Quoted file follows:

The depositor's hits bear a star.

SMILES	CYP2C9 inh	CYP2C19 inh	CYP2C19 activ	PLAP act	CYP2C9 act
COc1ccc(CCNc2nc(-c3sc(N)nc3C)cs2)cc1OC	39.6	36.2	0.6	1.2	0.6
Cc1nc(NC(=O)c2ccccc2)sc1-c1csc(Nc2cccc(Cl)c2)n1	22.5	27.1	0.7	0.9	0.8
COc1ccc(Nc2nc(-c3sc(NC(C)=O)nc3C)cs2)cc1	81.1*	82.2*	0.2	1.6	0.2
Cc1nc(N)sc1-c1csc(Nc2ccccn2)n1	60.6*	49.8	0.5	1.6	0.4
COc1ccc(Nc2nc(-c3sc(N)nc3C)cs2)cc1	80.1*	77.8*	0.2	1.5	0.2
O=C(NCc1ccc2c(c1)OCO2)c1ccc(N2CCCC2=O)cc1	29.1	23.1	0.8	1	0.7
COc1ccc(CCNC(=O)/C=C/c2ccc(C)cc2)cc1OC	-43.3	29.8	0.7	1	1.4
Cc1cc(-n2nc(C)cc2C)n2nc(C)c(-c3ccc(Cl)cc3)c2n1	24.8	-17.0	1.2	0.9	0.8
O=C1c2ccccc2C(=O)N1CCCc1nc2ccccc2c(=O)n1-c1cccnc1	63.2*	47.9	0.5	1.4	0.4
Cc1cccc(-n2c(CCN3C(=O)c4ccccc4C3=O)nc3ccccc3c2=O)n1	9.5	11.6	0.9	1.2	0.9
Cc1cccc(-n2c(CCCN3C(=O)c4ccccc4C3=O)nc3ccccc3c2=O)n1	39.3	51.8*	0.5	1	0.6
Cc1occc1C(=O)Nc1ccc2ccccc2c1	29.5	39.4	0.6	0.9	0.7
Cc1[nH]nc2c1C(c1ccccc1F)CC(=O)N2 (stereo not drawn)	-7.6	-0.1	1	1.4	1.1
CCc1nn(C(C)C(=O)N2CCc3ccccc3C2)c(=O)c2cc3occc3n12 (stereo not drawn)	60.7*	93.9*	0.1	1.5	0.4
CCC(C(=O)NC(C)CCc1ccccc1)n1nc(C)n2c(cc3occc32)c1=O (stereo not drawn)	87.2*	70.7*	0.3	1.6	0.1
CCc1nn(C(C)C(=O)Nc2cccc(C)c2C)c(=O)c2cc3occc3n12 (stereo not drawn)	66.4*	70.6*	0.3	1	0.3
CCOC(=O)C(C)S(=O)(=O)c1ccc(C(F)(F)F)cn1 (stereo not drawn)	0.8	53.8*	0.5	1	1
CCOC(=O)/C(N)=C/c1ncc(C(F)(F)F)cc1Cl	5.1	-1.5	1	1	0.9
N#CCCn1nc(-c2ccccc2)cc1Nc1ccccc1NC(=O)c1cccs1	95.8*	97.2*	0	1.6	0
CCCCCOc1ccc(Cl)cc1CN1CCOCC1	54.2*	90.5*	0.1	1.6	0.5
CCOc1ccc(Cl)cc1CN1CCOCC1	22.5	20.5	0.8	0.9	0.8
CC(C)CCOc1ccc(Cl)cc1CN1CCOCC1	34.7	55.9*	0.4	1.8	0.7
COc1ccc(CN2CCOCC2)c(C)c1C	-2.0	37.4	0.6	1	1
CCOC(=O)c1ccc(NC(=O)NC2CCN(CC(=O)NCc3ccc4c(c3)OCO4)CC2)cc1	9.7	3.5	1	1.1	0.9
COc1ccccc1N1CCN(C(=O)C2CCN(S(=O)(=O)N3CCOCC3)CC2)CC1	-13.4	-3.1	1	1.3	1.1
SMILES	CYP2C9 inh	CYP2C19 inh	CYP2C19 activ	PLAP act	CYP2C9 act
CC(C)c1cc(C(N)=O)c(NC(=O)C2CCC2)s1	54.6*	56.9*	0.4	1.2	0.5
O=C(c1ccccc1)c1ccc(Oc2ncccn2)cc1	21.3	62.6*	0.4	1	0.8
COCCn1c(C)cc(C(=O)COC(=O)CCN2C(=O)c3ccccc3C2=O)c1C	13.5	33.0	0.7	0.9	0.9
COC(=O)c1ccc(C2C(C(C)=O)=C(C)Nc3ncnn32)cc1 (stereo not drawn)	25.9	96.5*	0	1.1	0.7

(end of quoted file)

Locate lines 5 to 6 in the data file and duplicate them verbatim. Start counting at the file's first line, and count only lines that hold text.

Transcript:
COc1ccc(Nc2nc(-c3sc(NC(C)=O)nc3C)cs2)cc1	81.1*	82.2*	0.2	1.6	0.2
Cc1nc(N)sc1-c1csc(Nc2ccccn2)n1	60.6*	49.8	0.5	1.6	0.4